Google

Google's Niantic Labs Sorry Over Death Camps In Smartphone Game 135 135

New submitter LunaticTippy writes: For those unfamiliar with Ingress, the game has GPS coordinate portals that correspond to real world locations, players then use smartphones to battle for control of these portals. Many public locations with historical or artistic interest are submitted by players. It turns out some of the sites were located within concentration camps such as Dachau and Sachsenhausen. NBC reports: "In a statement to The Associated Press, Niantic Labs' founder John Hanke said the company has begun removing the offending sites from the game. He said 'we apologize that this has happened.'"
Robotics

Volkswagen Factory Worker Killed By a Robot 342 342

m.alessandrini writes: A worker at a Volkswagen factory in Germany has died, after a robot grabbed him and crushed him against a metal plate. This is perhaps the first severe accident of this kind in a western factory, and is sparking debate about who is responsible for the accident, the man who was servicing the robot beyond its protection cage, or the robot's hardware/software developers who didn't put enough safety checks. Will this distinction be more and more important in the future, when robots will be more widespread?
Cellphones

SMS Co-Inventor Matti Makkonen Dead At 63 31 31

An anonymous reader writes: The BBC News reports that Matti Makkonen, a 'grand old man of mobile industry' who helped launch the worldwide sensation of texting, has died at the age of 63 after an illness. Although planning to retire later in 2015 from the board of Finnet Telecoms, Makkonen constantly remained fascinated with communications technologies, from the Nokia 2010 mobile phone to 3G connections. He lived just enough to witness the last remnants of former Finnish mobile industry giant Nokia disappear, as Redmond announced its intent last month to convert all Nokia stores into Microsoft-branded Authorized Reseller and Service Centers, offering Xbox game consoles alongside the Nokia-derived Lumia range of smartphones.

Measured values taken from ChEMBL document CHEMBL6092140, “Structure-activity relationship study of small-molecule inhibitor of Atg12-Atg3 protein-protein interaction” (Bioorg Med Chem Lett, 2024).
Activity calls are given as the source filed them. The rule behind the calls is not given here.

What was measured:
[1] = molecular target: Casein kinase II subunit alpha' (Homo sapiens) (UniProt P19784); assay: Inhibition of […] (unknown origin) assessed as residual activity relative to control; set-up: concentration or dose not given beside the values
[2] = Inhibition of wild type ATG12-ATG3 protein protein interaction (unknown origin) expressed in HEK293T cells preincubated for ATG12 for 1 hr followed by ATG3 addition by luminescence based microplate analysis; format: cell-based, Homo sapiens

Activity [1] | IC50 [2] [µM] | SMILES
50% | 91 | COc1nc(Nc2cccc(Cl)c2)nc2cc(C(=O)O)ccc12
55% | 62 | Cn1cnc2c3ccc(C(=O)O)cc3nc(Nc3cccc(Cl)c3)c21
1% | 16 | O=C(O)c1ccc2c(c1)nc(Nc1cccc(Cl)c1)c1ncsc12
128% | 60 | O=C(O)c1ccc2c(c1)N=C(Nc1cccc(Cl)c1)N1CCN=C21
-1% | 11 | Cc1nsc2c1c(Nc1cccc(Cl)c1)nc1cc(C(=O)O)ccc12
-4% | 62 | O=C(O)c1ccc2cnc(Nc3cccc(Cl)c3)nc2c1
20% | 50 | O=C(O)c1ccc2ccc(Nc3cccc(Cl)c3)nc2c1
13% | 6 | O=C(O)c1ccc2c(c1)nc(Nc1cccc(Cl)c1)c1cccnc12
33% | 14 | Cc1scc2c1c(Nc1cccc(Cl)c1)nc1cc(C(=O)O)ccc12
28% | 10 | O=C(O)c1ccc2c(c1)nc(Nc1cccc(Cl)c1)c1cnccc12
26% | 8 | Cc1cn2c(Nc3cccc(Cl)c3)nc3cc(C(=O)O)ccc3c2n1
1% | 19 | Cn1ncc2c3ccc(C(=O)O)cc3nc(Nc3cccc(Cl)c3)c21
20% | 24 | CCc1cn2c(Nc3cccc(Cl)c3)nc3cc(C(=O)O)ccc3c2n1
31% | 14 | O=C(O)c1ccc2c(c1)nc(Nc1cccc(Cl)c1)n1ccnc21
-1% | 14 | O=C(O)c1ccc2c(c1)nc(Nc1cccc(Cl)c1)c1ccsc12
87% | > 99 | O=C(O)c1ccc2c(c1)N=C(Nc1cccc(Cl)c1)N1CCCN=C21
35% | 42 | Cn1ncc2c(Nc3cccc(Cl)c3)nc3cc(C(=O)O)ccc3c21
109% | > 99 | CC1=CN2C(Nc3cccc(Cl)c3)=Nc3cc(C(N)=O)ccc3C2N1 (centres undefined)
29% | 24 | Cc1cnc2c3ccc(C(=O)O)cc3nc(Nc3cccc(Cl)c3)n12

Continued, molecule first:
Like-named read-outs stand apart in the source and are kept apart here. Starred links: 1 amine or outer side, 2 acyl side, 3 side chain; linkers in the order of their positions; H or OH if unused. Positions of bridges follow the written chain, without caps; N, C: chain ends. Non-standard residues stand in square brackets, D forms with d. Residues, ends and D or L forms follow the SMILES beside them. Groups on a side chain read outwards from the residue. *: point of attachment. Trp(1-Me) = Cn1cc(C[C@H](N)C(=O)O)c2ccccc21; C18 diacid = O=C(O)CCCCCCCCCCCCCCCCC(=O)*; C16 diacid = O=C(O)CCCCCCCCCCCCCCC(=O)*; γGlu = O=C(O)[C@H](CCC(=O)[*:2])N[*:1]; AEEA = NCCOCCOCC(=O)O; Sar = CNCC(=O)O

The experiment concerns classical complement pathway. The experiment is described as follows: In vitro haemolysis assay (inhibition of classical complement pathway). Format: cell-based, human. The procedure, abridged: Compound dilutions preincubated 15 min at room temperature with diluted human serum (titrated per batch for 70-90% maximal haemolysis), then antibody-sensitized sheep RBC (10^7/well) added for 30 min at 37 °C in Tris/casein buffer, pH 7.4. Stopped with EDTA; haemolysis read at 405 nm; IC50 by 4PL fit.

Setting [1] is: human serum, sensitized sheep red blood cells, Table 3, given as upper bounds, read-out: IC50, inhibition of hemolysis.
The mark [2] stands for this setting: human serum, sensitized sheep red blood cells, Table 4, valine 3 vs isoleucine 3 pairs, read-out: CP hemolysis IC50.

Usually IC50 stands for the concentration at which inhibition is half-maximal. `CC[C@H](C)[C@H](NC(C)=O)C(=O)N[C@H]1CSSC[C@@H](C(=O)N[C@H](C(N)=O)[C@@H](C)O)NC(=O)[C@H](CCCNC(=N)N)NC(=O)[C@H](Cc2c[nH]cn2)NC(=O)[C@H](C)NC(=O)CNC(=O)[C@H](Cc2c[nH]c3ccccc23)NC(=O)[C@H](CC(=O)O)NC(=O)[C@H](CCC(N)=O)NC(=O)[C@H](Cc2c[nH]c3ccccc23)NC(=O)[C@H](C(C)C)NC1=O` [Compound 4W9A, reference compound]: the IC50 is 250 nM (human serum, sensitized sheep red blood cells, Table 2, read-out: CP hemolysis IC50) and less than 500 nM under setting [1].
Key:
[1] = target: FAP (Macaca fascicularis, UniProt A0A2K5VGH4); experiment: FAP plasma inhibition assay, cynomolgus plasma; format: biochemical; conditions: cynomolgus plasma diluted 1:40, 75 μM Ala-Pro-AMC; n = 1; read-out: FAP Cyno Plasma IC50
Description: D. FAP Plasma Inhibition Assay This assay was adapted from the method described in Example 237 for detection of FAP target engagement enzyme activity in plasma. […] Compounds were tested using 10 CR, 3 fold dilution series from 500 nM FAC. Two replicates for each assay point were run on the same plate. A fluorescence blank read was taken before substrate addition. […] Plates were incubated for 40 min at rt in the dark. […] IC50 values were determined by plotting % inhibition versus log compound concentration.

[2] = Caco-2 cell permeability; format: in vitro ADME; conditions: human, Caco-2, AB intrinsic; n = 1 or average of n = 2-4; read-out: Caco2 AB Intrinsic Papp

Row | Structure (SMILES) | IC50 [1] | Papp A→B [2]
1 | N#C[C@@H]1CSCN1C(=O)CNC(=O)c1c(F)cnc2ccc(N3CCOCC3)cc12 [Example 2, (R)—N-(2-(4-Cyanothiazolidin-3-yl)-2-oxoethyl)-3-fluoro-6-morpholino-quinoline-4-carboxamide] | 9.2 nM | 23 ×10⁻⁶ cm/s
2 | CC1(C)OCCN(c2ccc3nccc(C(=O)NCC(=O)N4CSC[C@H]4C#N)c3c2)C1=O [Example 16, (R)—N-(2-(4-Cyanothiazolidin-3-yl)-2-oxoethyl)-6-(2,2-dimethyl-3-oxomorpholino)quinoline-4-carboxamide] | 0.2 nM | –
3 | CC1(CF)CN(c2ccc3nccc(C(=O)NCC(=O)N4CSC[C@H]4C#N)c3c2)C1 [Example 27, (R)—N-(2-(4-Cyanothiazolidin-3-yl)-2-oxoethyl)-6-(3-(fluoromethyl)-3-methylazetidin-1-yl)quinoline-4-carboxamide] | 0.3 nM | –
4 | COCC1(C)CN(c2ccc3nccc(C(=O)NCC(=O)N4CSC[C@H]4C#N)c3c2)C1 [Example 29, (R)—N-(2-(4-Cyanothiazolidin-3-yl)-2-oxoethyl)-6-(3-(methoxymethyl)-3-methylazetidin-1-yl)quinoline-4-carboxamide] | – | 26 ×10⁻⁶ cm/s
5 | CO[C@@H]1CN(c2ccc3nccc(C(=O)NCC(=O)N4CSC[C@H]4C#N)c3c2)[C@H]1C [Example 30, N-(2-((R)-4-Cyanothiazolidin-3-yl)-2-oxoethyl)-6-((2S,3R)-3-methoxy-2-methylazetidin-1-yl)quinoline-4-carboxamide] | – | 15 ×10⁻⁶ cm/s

Google

Google Asks Android Developers To Show Sensitivity To Disasters and Atrocity 96 96

Mark Wilson writes: Today Google revealed an updated version of its Google Play Developer Program Policies. There aren't actually all that many changes or additions, but those that are present are quite interesting. Google is clamping down on the problem of impersonation, making it clearer that it is not permissible to mislead users by imitating other apps, making false claims, or suggesting endorsements that do not exist. One of the more intriguing changes to the document sees Google calling on developers to show sensitivity to evens such as natural disasters, war, and death. Any apps or other content that attempt to benefit by exploiting such events are explicitly banned.
Movies

Movie Composer James Horner Dies In Plane Crash 66 66

necro81 writes: James Horner, the Oscar-winning composer for the soundtracks of dozens of movies, died Monday while piloting his aircraft in California. Horner, who had a long collaboration with directors James Cameron and Ron Howard, was behind the music for major blockbusters like Avatar, Titanic, Braveheart, Apollo 13, and A Beautiful Mind. Other scores notable to the /. crowd include Star Trek II, Sneakers, Deep Impact, Aliens, Searching for Bobby Fischer, Willow, and *Batteries Not Included.
Robotics

The Death of Aibo, the Birth of Softbank's Child-Robot 152 152

New submitter pubwvj writes: Sony is killing off their robot Aibo, stranding the 150,000 or so owners with no support, repairs or parts other than cannibalism. Now we have another Japanese company, SoftBank, releasing a robotic 'child.' Eventually, they too will discontinue the production of parts and support, beginning the process of killing off all those 'children' that are spawned. As robotics become (far) more advanced at what point will it be murder for a company to discontinue a product line?
Twitter

Twitter To Introduce Curated Information Stream 37 37